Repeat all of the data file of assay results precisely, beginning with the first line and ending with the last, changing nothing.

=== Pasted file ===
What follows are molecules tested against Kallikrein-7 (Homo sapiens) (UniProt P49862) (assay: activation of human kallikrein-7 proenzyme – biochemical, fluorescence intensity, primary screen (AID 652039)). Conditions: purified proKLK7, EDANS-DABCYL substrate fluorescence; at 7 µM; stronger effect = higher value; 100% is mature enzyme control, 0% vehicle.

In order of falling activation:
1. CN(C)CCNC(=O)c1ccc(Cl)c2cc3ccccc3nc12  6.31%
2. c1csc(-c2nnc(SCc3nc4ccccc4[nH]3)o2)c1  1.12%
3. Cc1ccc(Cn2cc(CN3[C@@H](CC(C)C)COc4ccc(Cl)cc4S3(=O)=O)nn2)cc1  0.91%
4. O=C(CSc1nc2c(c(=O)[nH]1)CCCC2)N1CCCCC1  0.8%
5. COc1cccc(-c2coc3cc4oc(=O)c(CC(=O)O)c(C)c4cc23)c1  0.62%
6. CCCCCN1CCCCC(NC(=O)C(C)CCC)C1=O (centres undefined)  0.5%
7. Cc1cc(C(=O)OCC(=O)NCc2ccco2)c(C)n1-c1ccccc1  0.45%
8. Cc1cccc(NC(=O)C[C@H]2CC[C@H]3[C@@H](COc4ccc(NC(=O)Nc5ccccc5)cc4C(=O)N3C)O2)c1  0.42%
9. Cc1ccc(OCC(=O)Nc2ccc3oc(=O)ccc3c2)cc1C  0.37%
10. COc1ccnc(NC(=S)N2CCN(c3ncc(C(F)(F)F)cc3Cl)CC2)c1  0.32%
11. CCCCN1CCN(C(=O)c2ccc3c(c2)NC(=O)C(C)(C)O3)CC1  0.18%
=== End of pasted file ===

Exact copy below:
What follows are molecules tested against Kallikrein-7 (Homo sapiens) (UniProt P49862) (assay: activation of human kallikrein-7 proenzyme – biochemical, fluorescence intensity, primary screen (AID 652039)). Conditions: purified proKLK7, EDANS-DABCYL substrate fluorescence; at 7 µM; stronger effect = higher value; 100% is mature enzyme control, 0% vehicle.

In order of falling activation:
1. CN(C)CCNC(=O)c1ccc(Cl)c2cc3ccccc3nc12  6.31%
2. c1csc(-c2nnc(SCc3nc4ccccc4[nH]3)o2)c1  1.12%
3. Cc1ccc(Cn2cc(CN3[C@@H](CC(C)C)COc4ccc(Cl)cc4S3(=O)=O)nn2)cc1  0.91%
4. O=C(CSc1nc2c(c(=O)[nH]1)CCCC2)N1CCCCC1  0.8%
5. COc1cccc(-c2coc3cc4oc(=O)c(CC(=O)O)c(C)c4cc23)c1  0.62%
6. CCCCCN1CCCCC(NC(=O)C(C)CCC)C1=O (centres undefined)  0.5%
7. Cc1cc(C(=O)OCC(=O)NCc2ccco2)c(C)n1-c1ccccc1  0.45%
8. Cc1cccc(NC(=O)C[C@H]2CC[C@H]3[C@@H](COc4ccc(NC(=O)Nc5ccccc5)cc4C(=O)N3C)O2)c1  0.42%
9. Cc1ccc(OCC(=O)Nc2ccc3oc(=O)ccc3c2)cc1C  0.37%
10. COc1ccnc(NC(=S)N2CCN(c3ncc(C(F)(F)F)cc3Cl)CC2)c1  0.32%
11. CCCCN1CCN(C(=O)c2ccc3c(c2)NC(=O)C(C)(C)O3)CC1  0.18%